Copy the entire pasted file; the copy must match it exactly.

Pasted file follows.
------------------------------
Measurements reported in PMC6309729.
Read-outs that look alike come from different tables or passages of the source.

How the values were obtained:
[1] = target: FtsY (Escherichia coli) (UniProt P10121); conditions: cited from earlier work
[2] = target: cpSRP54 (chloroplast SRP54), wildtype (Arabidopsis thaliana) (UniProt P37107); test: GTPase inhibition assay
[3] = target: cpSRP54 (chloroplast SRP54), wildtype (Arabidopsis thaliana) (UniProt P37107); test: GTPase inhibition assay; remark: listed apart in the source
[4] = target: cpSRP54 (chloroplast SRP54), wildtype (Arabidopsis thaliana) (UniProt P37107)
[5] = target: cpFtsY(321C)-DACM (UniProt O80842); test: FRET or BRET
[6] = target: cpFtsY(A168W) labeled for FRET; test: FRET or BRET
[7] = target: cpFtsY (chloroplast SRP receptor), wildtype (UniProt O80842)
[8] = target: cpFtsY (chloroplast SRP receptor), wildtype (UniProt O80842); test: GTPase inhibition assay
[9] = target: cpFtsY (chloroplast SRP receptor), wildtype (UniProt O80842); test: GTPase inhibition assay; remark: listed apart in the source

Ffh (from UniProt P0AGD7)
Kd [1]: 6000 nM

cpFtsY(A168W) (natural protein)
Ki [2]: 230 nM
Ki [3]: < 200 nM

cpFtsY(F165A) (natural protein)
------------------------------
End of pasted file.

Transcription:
Measurements reported in PMC6309729.
Read-outs that look alike come from different tables or passages of the source.

How the values were obtained:
[1] = target: FtsY (Escherichia coli) (UniProt P10121); conditions: cited from earlier work
[2] = target: cpSRP54 (chloroplast SRP54), wildtype (Arabidopsis thaliana) (UniProt P37107); test: GTPase inhibition assay
[3] = target: cpSRP54 (chloroplast SRP54), wildtype (Arabidopsis thaliana) (UniProt P37107); test: GTPase inhibition assay; remark: listed apart in the source
[4] = target: cpSRP54 (chloroplast SRP54), wildtype (Arabidopsis thaliana) (UniProt P37107)
[5] = target: cpFtsY(321C)-DACM (UniProt O80842); test: FRET or BRET
[6] = target: cpFtsY(A168W) labeled for FRET; test: FRET or BRET
[7] = target: cpFtsY (chloroplast SRP receptor), wildtype (UniProt O80842)
[8] = target: cpFtsY (chloroplast SRP receptor), wildtype (UniProt O80842); test: GTPase inhibition assay
[9] = target: cpFtsY (chloroplast SRP receptor), wildtype (UniProt O80842); test: GTPase inhibition assay; remark: listed apart in the source

Ffh (from UniProt P0AGD7)
Kd [1]: 6000 nM

cpFtsY(A168W) (natural protein)
Ki [2]: 230 nM
Ki [3]: < 200 nM

cpFtsY(F165A) (natural protein)